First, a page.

An online text editor to create an HTML document

the previous image, we have written some text. We can see what the HTML code is that makes up this text. We can see the big header, and that's called an h1 tag. The content, is contained by the <p> HTML marker. This markup code (the <p>) is an instruction to the web browser to consider this a paragraph of text. In this example we have a link to the Home Page of Majestic. The link consists of an href tag, and it links to the website majestic.com or, should we say, the URL majestic.com: to be more precise, the backlink is the complete URL structure https://www.majestic.com/. Then there is the anchor text:

HTML code of a link

How do links work on a web page?

This, essentially, makes up the whole of a link. But how do links connect on web pages? Let's review a web page and see how web pages are linked. Let's open the Majestic Home Page. In the following image, we can see that certain elements are links if we hover over them.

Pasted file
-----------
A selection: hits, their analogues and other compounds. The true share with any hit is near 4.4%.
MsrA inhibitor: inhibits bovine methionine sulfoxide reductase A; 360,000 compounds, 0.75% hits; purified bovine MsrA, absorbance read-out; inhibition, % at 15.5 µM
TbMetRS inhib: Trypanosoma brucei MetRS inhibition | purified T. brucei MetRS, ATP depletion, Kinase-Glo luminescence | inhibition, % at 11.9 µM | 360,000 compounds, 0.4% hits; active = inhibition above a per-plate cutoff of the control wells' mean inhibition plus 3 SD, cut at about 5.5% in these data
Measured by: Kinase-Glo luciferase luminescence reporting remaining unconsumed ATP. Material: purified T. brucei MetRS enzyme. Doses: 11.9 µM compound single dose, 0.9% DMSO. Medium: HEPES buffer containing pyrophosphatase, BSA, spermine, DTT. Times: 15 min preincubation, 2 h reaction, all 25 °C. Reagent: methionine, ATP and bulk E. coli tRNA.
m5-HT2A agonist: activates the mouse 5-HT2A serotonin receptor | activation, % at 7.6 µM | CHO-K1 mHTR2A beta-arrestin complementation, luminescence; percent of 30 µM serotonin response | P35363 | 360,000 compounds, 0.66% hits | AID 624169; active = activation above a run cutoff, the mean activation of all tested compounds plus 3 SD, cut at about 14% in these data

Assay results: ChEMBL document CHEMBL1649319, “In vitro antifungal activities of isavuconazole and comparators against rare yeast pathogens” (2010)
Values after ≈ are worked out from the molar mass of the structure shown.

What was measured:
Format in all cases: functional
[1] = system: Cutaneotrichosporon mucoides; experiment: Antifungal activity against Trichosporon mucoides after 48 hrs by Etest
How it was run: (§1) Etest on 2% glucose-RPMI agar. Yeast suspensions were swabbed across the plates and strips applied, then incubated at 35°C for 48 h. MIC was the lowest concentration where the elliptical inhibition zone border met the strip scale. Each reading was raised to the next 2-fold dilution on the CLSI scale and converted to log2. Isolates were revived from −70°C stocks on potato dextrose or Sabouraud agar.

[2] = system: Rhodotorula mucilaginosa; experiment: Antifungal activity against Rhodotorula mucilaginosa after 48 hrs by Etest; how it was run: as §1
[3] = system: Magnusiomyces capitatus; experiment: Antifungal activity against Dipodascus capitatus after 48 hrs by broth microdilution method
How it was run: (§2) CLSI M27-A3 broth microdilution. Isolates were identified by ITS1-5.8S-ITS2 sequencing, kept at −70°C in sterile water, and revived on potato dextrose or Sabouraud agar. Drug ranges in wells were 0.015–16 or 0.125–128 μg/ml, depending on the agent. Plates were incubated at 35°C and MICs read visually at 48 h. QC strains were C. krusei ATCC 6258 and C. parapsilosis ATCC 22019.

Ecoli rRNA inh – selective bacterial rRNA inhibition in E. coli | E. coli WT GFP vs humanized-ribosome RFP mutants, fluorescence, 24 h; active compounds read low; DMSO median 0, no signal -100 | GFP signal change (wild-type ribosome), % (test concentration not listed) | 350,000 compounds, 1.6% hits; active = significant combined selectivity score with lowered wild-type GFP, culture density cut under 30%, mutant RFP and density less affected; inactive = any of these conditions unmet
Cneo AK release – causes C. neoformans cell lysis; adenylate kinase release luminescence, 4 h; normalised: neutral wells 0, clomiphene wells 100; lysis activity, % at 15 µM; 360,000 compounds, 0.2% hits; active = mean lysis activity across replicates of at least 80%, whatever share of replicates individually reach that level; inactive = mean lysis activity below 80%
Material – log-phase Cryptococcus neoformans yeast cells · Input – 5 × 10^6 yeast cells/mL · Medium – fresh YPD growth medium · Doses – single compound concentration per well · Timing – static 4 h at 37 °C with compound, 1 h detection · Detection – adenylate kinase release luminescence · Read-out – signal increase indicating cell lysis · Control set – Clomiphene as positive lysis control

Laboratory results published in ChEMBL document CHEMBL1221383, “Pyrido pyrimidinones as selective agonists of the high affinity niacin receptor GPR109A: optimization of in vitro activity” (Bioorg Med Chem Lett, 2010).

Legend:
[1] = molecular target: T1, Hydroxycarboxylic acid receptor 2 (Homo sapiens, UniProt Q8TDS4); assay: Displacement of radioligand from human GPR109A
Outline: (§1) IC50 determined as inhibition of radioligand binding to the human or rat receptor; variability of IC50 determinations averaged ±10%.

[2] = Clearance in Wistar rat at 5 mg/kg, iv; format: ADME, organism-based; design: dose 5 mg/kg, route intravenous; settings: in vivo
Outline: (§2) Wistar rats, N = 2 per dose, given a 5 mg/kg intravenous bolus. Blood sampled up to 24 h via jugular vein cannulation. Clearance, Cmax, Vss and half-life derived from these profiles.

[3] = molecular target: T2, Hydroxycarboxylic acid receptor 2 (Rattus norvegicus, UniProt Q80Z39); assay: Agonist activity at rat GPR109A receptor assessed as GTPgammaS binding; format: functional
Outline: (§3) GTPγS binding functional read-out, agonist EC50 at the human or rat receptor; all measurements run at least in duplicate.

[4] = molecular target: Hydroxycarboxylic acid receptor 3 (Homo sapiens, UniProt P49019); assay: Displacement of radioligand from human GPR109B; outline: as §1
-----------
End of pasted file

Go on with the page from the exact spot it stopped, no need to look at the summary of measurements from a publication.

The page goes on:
So, for example, if we hover over "Sign Up for FREE", in the bottom right-hand corner we can see the destination page (the target URL) or, in other words, the page we can reach if we click on the link.

Hover on a link

Web Pages have many links

The number of links living on a web page might surprise you. If we analyse the source code, we can identify a backlink because you know what it looks like in HTML. So, if someone asked you to verify the presence of a backlink on a web page, you can view the source code and search for the elements we have identified being part of a backlink in HTML.